Frequently Asked Questions

Zimbabwe, like every other part of the globe, is subject to temperature excursions that depend on the time of day, the season and the geographical area. The country is located in the sub-tropical region of the continent and in general the climate is regulated by two main seasons, the dry season (from May to October) coinciding with the southern emisphere winter and the rainy season (from November to April) coinciding with the southern emisphere summer. The dry season is characterized by a dry climate and a prevalence of good weather. Temperatures are generally mild during the day and colder at night and the temperature excursions is more pronounced in the middle of the season. The minimum and maximum temperatures vary according to altitude and ecosystems, and during the winter months of June and July, the minimum temperatures can drop to low values ??(3-4 Celsius degrees). On the central plateau of the Great Dyke, where Harare, the Midlans and Marondera are found, temperatures are pleasant even during the hottest months of summer, while in winter, the temperature drops at night. In this season, the regions aroun the cities of Gweru and Bulawayo are particularly cold. The Eastern Highlands, due to the altitude (which can reach 2600 m) are very cold during the winter and sometimes, at night, temperature can drop just below freezing. The Zambezi valley and the Lowveld, on the other hand, are located at low altitudes and temperatures are very hot during the central summer months and mild during the winter.
However, climate change affected Zimbabwe and southern Africa as every other part of the globe, and in recent years we have experienced a unusually longer dry season. This phenomenon allows safaris season extends until the end of December, with little rain, but, on the other hand, it hardly affects wildlife and environment.

Zimbabwe, like all Southern Africa region, is characterized by a stable political situation and there are currently no conflicts or social unrest (for updated information, consult the website of the Ministry of Foreign Affairs). The crime rate is very low and Zimbabwe is considered one of the safest countries in the world. However, as in any other country in the world, there are areas and neighborhoods where it is not recommended to go unless accompanied by local staff. The health situation is currently normal (Zimbabwe has managed COVID-19 in an excellent way, recording very low numbers of infections and deaths). Private healthcare facilities and clinics are of high quality in all major cities. In rural areas, however, health facilities may be scarce or absent. The risk of disease is not high, however it is good to be careful in contact with people, animals and in food intake. Malaria is present, for more information see the INFORMATION AND HEALTH PRECAUTIONS page. Roads, especially urban ones, can be dangerous due to poor maintenance, absent lighting, the condition of the vehicles and the behaviour of other drivers; driving at night is strongly discouraged. The greatest dangers during a safari are the potential accidents with wildlife, the risk of which is however reduced to a minimum if accompanied by a qualified and experienced guide.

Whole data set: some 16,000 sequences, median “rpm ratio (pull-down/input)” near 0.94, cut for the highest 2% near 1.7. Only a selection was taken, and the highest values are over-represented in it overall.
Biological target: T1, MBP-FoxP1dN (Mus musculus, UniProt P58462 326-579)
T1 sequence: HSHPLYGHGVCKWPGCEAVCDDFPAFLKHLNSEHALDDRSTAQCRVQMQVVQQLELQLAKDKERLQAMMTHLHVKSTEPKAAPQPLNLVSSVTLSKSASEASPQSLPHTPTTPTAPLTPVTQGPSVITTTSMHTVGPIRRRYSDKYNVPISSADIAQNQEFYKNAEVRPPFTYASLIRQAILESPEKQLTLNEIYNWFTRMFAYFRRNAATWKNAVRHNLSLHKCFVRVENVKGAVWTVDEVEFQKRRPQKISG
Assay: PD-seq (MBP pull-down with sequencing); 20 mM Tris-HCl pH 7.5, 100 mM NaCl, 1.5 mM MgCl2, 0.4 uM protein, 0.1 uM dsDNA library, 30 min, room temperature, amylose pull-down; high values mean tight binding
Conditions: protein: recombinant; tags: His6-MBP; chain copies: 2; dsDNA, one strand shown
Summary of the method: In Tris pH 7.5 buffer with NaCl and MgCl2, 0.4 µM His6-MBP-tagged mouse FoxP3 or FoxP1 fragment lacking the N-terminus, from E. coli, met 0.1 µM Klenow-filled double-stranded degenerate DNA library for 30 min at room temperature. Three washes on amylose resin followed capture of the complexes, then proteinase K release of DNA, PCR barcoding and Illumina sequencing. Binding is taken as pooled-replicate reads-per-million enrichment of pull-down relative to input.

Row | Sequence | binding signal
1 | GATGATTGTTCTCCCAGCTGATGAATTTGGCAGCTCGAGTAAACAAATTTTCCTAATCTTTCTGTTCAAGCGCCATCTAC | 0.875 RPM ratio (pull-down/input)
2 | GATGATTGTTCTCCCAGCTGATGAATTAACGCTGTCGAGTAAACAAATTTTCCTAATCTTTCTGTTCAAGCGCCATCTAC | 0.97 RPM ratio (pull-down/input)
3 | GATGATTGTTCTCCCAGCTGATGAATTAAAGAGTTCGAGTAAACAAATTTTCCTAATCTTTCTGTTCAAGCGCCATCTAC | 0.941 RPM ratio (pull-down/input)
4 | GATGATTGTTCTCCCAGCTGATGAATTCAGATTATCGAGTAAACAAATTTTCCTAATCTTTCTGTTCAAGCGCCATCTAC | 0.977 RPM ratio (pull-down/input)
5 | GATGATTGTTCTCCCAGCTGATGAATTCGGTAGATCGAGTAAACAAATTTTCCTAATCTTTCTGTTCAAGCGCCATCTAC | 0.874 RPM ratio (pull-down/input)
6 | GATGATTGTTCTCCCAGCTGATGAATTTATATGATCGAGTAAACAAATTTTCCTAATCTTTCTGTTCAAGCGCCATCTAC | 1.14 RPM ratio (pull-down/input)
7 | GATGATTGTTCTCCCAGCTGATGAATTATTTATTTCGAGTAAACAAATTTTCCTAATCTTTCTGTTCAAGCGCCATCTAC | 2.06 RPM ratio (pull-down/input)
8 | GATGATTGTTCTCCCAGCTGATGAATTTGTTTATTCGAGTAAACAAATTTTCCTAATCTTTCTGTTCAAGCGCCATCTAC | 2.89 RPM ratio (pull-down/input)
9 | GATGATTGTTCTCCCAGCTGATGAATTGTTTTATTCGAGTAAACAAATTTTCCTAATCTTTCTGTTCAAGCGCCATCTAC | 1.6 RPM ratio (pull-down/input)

Zimbabwe hosts a large population of reptiles, among which snakes are the most diversified and widespread, present in every type of environment, from the wilderness areas to the urban envoronment. There are more than 300 species of snakes, of which only a few dozen are poisonous and clinically significant to humans. Among these, less than 10 are potentially lethal for humans. Snakes, however, are shy animals, which have no predatory interest toward humans (only a 6 meter long python could swallow a man) and indeed they flee if disturbed; they bite in defense when they feel threatened, so staying away and not disturbing them is the best way to avoid accidents. This means not putting the limbs where you cannot see (holes, tree holes, bushes, dense grass, termite mounds, cracks in the rocks, etc.) and not walking in tall grass where you cannot see where you put your feet. In general, snakes avoid humans and especially during the dry season, due to the low temperature, it is very rare to meet them because most of them hybernate. There is no snake-bite that can kill you in few seconds; even the most venomous snake, the black mamba, need from 6 to 7 hours for its venom to produce lethal effects. Symptoms and consequences, however, vary in relation to the age of the injured person, his physical and health conditions, ready and proper first aid and adequate medical threatment. As well, there are many species of spiders, many of which are harmless to humans. However, some species are poisonous and some are potentially lethal, such as the small but fearsome black button. Also in this case it is good to avoid putting your hands where you cannot see and identify a potential danger. Finally, avoid leaving your shoes outside the tent or door and in any case check the inside before wearing them. Except in case of particular phobias, none of these animals should however discourage you from a safari in Zimbabwe: the statistics about accidents occoured to tourists and travelers due to snakes, scorpions or spiders are encouraging and if you follow the instructions of your guide, no accidents will happen.